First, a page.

AS the parliamentary debate on the recommendations of the Parliamentary Committee on National Security for resetting ties with the US finally gets under way, the Pakistani leadership — military, civilian, the government and opposition — has several important choices before it. What the parliamentary debate can do is set a new tone for a relationship that has stumbled badly and seemed on the verge of falling apart for much of the last year. The default option would be for each party’s parliamentary representatives to ritualistically beat up on the US for its sins of omission and commission, for its mistakes and arrogance and for its mistreatment of Pakistan over the last decade. Using criticism of the US to burnish political credentials inside Pakistan is an old tactic.
The smarter option would be to focus on the reality that time is running out on the US to find an orderly and dignified exit strategy in Afghanistan and the possibility that the US may be more willing to listen to well-intentioned and genuinely helpful advice from Pakistan. While the signs are that the US military is still resisting an accelerated drawdown and may even think the war is still winnable, the very different civil-military balance in the US means that it is more and more likely that good sense will prevail eventually. President Obama has no nation-building goals in Afghanistan and has resisted demands for extreme action against Pakistan. At the very least that offers some space for a sensible cooperative track between the US and Pakistan to be developed, even at this late stage.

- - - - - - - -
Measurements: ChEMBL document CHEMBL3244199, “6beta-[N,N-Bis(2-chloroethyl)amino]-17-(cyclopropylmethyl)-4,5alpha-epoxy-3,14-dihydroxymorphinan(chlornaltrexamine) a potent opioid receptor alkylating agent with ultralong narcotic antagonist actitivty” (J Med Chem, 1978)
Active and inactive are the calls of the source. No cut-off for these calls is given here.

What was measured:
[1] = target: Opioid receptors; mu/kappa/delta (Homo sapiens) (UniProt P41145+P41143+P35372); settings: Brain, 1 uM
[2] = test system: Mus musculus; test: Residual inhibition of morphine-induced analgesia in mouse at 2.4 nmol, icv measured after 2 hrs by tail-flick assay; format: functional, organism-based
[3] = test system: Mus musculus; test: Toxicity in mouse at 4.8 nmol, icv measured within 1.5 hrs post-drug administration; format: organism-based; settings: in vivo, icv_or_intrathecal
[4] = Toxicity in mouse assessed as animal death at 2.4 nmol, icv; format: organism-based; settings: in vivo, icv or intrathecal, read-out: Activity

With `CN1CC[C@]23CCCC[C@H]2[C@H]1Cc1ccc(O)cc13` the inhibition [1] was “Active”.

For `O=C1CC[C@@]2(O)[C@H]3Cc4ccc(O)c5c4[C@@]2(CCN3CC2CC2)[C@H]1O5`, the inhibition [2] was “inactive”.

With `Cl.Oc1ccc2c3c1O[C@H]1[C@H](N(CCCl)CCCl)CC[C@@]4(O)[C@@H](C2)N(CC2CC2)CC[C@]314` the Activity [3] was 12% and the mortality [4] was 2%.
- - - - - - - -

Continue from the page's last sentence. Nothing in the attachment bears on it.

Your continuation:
Odd as it may sound, Pakistani policymakers may want to take a page from their American counterparts’ playbook. Here is the world’s only superpower headed for military defeat in a war it has accused Pakistan of helping undermine (something Pakistan denies). Here is also the world’s only superpower that has seen a major supply line to that war effort suspended for over three months by Pakistan. And yet the US administration has waited patiently for Pakistani policymakers to decide when they want to talk about how to reset ties with the US. Strategic patience, as the Americans refer to it, has been demonstrated because it is in the interests of the US to have a relationship with Pakistan. Pakistani policymakers should similarly try and put interests ahead of emotions in the days ahead
More schools destroyed
.WITH military claims that the battle against extremists in the northwest is meeting with success, certain optimistic circles think that militancy is being brought under control. This false sense of security should give way to a realistic view. The militants are very much present as evidenced in the coordinated attacks on schools at five different locations in Khyber Pakhtunkhwa on Friday and Saturday. Explosive devices were set off at three boys’ schools in Dhoda and Zer Janu villages in Lakki Marwat district and in the Babozai area of Katlang tehsil in Mardan district; a government high school was destroyed in Khaddi village in Swabi district; and a primary school was blown up in the Kotangi Marchoongi area of Kohat district. While police have started investigation, the reality is that the extremists have been targeting educational institutions since the beginning of their campaign many years ago, and continue to do so.